Is Barack Obama the Most Tech-Savvy President of All Time?

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Is Barack Obama the Most Tech-Savvy President of All Time?

by Roy Mark

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Setting the Tone: George Washington

The General, as even Martha called him, had an unabiding passion for science and technology—particularly if he could make a buck out out the deal—forever setting the tone for American innovation. His boldest venture was an attempt to turn the Potomac River into a navigable waterway to Ohio with little more than shovels, slaves and a dicey new technology called dynamite. It was a spectacular flop but presaged the building of the Erie Canal.

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Tippecanoe and the Telegraph Too: John Tyler

Otherwise known as "His Accidency" after assuming the presidency in the wake of William Henry Harrison's death in 1841, Tyler is mostly known for annexing the Republic of Texas (a controversial decision even today, at least in Texas) into the United States, but in 1843 he signed off on legislation granting Samuel F. B. Morse funds to build a demonstration telegraph line—the forefather of the Internet—between Washington and Baltimore.

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A Patented Genius: Abraham Lincoln

Honest Abe gets major tech points for being the only president to hold a patent, creating a device to float a boat over shoals and sandbars. It didn't work, putting Lincoln in fast company with a lot of other inventors. Lincoln's interest in technology never flagged, though, and served him well during the Civil War. Under his leadership, Lincoln urged the development of ironclad ships, observation balloons, breech-loading rifles and machine guns.

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Hello, White House? Rutherford B. Hayes

On May 10, 1877, Rutherford B. Hayes —you remember him, don't you?—proclaimed the telephone "one of the greatest events since creation" and installed the first phone in the White House. His first, historic call from the White House was to telephone inventor Alexander Graham Bell. Hayes said, "Please speak more slowly." The White House phone number was "1."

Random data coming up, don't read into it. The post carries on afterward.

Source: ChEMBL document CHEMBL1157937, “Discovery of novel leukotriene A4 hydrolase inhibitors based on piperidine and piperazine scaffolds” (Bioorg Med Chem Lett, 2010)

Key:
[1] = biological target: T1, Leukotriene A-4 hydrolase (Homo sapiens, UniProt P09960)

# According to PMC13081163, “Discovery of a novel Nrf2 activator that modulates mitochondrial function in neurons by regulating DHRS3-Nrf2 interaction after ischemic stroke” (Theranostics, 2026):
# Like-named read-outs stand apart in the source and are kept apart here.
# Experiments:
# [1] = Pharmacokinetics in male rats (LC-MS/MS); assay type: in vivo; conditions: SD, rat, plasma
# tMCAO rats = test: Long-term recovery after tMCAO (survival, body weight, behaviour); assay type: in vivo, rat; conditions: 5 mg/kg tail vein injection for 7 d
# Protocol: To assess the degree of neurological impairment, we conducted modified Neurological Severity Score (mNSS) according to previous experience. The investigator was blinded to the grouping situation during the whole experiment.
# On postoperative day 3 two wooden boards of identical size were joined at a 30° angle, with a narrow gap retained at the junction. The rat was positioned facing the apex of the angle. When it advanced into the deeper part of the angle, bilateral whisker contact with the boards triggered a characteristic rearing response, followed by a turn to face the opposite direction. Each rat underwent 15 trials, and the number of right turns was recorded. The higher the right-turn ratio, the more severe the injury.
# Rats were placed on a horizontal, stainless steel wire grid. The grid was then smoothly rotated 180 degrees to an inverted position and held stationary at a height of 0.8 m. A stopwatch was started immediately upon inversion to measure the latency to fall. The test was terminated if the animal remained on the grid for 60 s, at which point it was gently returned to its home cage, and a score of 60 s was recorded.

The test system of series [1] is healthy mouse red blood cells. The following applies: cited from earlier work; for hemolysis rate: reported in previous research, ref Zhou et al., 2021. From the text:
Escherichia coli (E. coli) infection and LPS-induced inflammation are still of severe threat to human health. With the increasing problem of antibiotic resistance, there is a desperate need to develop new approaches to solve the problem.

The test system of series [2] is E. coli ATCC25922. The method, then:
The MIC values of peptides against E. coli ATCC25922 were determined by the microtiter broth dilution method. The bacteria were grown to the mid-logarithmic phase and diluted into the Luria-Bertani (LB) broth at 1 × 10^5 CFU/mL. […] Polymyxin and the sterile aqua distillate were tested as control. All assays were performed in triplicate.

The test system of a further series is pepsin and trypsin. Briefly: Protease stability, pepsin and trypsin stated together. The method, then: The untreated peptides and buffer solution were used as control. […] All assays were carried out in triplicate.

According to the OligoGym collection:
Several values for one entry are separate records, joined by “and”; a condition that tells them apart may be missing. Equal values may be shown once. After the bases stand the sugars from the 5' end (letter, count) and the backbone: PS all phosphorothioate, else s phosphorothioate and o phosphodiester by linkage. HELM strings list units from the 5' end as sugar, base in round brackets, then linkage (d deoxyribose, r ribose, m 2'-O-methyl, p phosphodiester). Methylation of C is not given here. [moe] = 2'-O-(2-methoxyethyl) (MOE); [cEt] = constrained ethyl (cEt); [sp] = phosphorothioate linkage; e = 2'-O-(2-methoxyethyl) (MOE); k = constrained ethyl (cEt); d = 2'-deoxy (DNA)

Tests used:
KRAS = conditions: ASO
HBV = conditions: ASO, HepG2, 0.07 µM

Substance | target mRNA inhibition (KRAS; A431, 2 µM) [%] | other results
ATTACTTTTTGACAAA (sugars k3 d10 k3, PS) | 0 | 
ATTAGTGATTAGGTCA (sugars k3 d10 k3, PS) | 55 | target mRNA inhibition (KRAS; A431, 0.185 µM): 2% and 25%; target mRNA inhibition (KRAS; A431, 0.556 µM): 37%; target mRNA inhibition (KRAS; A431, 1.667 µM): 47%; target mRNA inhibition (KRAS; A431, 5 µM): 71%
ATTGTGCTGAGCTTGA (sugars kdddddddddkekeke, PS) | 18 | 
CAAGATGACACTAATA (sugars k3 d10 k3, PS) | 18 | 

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Fly Me to the Moon: John F. Kennedy

The whole nine yards, the right stuff, at least as the tech legend gos. JFK challenged the nation's best and brightest scientists to get us to the moon in a decade, defeating communism and inventing Tang along the way. We delivered on all counts, although that Commie thing took a whole lot longer. Elementary school students Bill Gates and Steve Jobs immediately think: there could be money in this tech stuff.

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IM Visionary: Lyndon B. Johnson

When LBJ wanted to talk to someone, he wanted to talk now. In age before cell phones, personal computers and the Internet, Johnson stuffed the White House with hard-wired telephones to make calls even when heeding the call of nature. The recipients of these bathroom calls were luckier than staffers who had to attend in person.

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Beware the Borg: Ronald Reagan

LBJ gets chops for putting telephones in his personal White House bathrooms and Nixon's use of video recording technology is legendary, but no president since Kennedy did more to pour money to innovation than Ronald Reagan. Think Star Wars and outspending the Evil Empire when it came to technology and science budgets. As a trained actor, Reagan could believe in anything. He was half right in this case.

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Everybody Needs a Clueless Sugar Daddy: George H.W. Bush

That grocery store scanner thing was a wonder to Bush. And while it is true typewriters ruled the day in Bush's White House, he did sign in 1991 legislation promoted by Al Gore creating what the young, nutty Tennessee senator said would lead to something called the "information superhighway." Both were right, both failed in attempts to win the presidency.

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Nerd Poster Boy: Bill Clinton

Clinton's White House was the first to get wired and connect to the Internet. He rode it all the to a balanced federal budget and got out before the nation's first Internet boom collapsed, unregulated, rode hard and rolled up wet at the feet of his successor. Interestingly enough, Clinton sent only two e-mails during his two terms: one a test message and the other proving the network could deliver a message to an orbiting space shuttle.

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Privacy Are Good: George W. Bush

That Internet thingy was as much a bafflement to Bush as price scanners were to his father, although he enjoyed using "the Google" to see aerial photos of his Texas ranch. Nevertheless, when technology and an obliging telephone industry presented the opportunity to wiretap everyone in the United States, Bush grabbed it. Privacy advocates should be forever indebted to Bush for bringing individual privacy rights in an Internet age back into the spotlight.

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Why? Because Im Cool: Barack Obama

With a BlackBerry permanently attached to his ear, an Internet campaign promising to go around the noddleheads inside the Beltway and promoting technology as the key to solving the nation's problems, Obama has entered office with high expectations. Wining a presidential campaign, though, is very different than implementing policy with the hoopleheads. Only time will tell if Obama is successful.

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